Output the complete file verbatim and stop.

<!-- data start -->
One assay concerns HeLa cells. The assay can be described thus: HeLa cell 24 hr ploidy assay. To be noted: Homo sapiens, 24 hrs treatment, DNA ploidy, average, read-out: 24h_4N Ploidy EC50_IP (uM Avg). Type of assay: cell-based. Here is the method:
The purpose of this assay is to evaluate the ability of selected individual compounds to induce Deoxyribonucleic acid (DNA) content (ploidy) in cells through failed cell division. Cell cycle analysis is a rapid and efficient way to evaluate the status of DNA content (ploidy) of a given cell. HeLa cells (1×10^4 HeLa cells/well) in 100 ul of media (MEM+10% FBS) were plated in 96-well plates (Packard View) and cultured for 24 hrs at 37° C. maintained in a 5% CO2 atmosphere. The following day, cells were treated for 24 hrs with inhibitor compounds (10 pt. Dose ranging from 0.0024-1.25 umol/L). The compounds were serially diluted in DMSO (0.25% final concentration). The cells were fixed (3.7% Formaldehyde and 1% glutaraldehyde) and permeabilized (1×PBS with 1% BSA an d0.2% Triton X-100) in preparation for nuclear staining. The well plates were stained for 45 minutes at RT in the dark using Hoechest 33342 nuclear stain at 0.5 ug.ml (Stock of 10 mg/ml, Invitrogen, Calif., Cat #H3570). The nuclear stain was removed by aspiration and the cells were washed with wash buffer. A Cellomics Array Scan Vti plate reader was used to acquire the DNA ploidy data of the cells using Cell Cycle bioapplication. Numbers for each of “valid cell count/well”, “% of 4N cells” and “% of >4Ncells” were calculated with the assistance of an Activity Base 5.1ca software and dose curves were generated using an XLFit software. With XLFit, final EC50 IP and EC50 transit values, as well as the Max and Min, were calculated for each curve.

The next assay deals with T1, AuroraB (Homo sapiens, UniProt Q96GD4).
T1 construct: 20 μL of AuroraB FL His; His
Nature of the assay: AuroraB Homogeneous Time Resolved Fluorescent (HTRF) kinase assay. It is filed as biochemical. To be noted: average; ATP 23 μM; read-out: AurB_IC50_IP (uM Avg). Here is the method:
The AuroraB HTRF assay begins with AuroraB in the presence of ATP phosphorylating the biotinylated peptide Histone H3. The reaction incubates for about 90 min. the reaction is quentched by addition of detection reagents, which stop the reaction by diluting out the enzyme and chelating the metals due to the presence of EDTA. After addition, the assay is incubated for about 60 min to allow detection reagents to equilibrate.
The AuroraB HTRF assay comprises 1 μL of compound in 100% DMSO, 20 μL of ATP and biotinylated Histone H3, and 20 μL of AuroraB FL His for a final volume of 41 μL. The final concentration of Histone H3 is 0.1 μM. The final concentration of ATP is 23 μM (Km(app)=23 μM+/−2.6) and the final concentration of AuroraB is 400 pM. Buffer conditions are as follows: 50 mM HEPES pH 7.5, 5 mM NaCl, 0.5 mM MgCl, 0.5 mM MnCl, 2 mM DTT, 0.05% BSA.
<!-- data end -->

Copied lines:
One assay concerns HeLa cells. The assay can be described thus: HeLa cell 24 hr ploidy assay. To be noted: Homo sapiens, 24 hrs treatment, DNA ploidy, average, read-out: 24h_4N Ploidy EC50_IP (uM Avg). Type of assay: cell-based. Here is the method:
The purpose of this assay is to evaluate the ability of selected individual compounds to induce Deoxyribonucleic acid (DNA) content (ploidy) in cells through failed cell division. Cell cycle analysis is a rapid and efficient way to evaluate the status of DNA content (ploidy) of a given cell. HeLa cells (1×10^4 HeLa cells/well) in 100 ul of media (MEM+10% FBS) were plated in 96-well plates (Packard View) and cultured for 24 hrs at 37° C. maintained in a 5% CO2 atmosphere. The following day, cells were treated for 24 hrs with inhibitor compounds (10 pt. Dose ranging from 0.0024-1.25 umol/L). The compounds were serially diluted in DMSO (0.25% final concentration). The cells were fixed (3.7% Formaldehyde and 1% glutaraldehyde) and permeabilized (1×PBS with 1% BSA an d0.2% Triton X-100) in preparation for nuclear staining. The well plates were stained for 45 minutes at RT in the dark using Hoechest 33342 nuclear stain at 0.5 ug.ml (Stock of 10 mg/ml, Invitrogen, Calif., Cat #H3570). The nuclear stain was removed by aspiration and the cells were washed with wash buffer. A Cellomics Array Scan Vti plate reader was used to acquire the DNA ploidy data of the cells using Cell Cycle bioapplication. Numbers for each of “valid cell count/well”, “% of 4N cells” and “% of >4Ncells” were calculated with the assistance of an Activity Base 5.1ca software and dose curves were generated using an XLFit software. With XLFit, final EC50 IP and EC50 transit values, as well as the Max and Min, were calculated for each curve.

The next assay deals with T1, AuroraB (Homo sapiens, UniProt Q96GD4).
T1 construct: 20 μL of AuroraB FL His; His
Nature of the assay: AuroraB Homogeneous Time Resolved Fluorescent (HTRF) kinase assay. It is filed as biochemical. To be noted: average; ATP 23 μM; read-out: AurB_IC50_IP (uM Avg). Here is the method:
The AuroraB HTRF assay begins with AuroraB in the presence of ATP phosphorylating the biotinylated peptide Histone H3. The reaction incubates for about 90 min. the reaction is quentched by addition of detection reagents, which stop the reaction by diluting out the enzyme and chelating the metals due to the presence of EDTA. After addition, the assay is incubated for about 60 min to allow detection reagents to equilibrate.
The AuroraB HTRF assay comprises 1 μL of compound in 100% DMSO, 20 μL of ATP and biotinylated Histone H3, and 20 μL of AuroraB FL His for a final volume of 41 μL. The final concentration of Histone H3 is 0.1 μM. The final concentration of ATP is 23 μM (Km(app)=23 μM+/−2.6) and the final concentration of AuroraB is 400 pM. Buffer conditions are as follows: 50 mM HEPES pH 7.5, 5 mM NaCl, 0.5 mM MgCl, 0.5 mM MnCl, 2 mM DTT, 0.05% BSA.